John Paul Taylor of Real Life Poets tells a story with his daughter at Arc Light Stories.
In learning to tell stories better, I’ve been studying great storytellers. Or, at least, looking for them.
It’s fine to read about tips and techniques, but if I want to tell the story of a brand — my own or someone else’s — I want role models. I want to study their voice, their delivery and their wording.
Storytelling is important in marketing because we want to win people over. Stories can cut through the noise of our daily barrage of ads, pitches and hype.
As I continue to hone my storytelling skills, let me share three sources of inspiration that can help you learn from others.
This nonprofit organization records people around the country sharing stories from their lives. A StoryCorps MobileBooth, a studio in an Airstream, came to Birmingham in January 2011 as part of its recording tour, and I was lucky to be one of the few captured on audio.
One of the best stories came from my friend Glenny Brock and her father Jon, and a 2-minute excerpt was part of NPR’s regular StoryCorps segments.
Many more episodes are available on the NPR site.
A few years ago, the group teamed with Rauch Brothers Animation to add visuals to the stories. The one below aired recently on PBS in honor of Veterans Day, featuring Marine Lance Cpl. Travis Williams.
Video: “1st Squad, 3rd Platoon,” StoryCorps with Marine Lance Cpl. Travis Williams
More animated segments are available on the StoryCorps YouTube channel.
Video: “The Tale of Tommy Nichols,” Jonathan Owen’s presentation at Arc Light Stories
We’ve explored storytelling with Arc Light Stories’ cheat sheet before, and I’ve been fortunate to tell a couple of stories at these events. They feature amateur storytellers presenting true personal stories before an audience.
Podcasts feature a selection of participants and their tales.
But the best way to experience Arc Light Stories is in person. The next event is 7:30 p.m. Saturday at the Avon Theater in the Lakeview district. Tickets are $5. For more details, see the event page.
Video: Promotional clip for Arc Light Stories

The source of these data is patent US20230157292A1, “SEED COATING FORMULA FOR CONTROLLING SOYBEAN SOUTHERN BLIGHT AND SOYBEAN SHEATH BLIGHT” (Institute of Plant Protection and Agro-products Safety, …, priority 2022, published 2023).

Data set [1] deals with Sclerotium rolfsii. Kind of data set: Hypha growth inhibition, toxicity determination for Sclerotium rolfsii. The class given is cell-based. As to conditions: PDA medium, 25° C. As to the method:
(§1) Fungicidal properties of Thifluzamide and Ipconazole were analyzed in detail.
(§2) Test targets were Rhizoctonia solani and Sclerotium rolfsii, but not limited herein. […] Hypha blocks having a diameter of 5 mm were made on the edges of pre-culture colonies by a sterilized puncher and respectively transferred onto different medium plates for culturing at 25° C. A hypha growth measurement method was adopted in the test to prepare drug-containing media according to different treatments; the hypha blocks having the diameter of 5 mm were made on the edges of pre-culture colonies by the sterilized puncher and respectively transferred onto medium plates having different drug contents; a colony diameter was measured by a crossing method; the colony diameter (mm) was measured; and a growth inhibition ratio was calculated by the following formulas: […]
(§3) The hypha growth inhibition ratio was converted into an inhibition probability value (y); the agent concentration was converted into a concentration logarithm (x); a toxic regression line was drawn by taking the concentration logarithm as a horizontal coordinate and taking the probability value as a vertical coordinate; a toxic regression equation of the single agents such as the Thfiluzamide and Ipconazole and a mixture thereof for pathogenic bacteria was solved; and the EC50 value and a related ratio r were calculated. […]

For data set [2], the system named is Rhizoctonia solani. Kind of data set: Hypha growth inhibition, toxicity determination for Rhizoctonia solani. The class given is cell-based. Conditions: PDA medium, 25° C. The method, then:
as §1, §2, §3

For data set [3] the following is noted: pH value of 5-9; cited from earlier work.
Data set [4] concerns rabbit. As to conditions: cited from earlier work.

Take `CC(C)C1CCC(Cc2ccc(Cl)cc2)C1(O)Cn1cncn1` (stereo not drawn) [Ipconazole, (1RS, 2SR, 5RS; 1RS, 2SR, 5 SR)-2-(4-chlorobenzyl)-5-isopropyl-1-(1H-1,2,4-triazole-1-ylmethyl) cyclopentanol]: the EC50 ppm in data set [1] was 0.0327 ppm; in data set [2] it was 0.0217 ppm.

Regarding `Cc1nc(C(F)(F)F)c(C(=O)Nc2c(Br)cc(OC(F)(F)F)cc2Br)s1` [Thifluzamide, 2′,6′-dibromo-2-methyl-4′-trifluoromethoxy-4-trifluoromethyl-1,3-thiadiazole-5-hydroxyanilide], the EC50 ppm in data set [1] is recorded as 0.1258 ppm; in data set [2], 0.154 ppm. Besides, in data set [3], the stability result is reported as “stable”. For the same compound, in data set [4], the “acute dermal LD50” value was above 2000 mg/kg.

3. “Talk Like TED” [aff. link]
Honest confession time, folks. Prior to 2014, I had never watched a TED Talk, that series of idea-driven popular videos from speakers around the world.
It’s not like I haven’t had the opportunity. Not a day goes without a peer sharing a link to one in social media.
I’ve been listening to the audiobook for “Talk Like TED,” in which author Carmine Gallo studied hundreds of TED Talks to determine what aspects make them compelling.
So far, I’ve learned about passion for the topic and the value of stories, whether about one’s self, others or brands and products. I’ve also learned which TED speakers have stood out as the very best, giving me more examples to study. Yes, I’m now watching TED videos, both for the ideas and the delivery.
One example is Montgomery’s Bryan Stevenson, who earned one of the longest and loudest standing ovations in TED history for his talk on the American justice system.
Video: “We need to talk about an injustice,” Bryan Stevenson’s 2012 TED Talk
More videos can be found on the TED YouTube channel.
I’m looking forward to finishing the audiobook and putting those ideas into practice.
I can do a better job of storytelling, whether onstage or informally face to face. All I need to do is start learning from the best.
Which terrific storytellers should I watch? Let me know in the comments.
Our speakers are masters at sharing ideas and passion.
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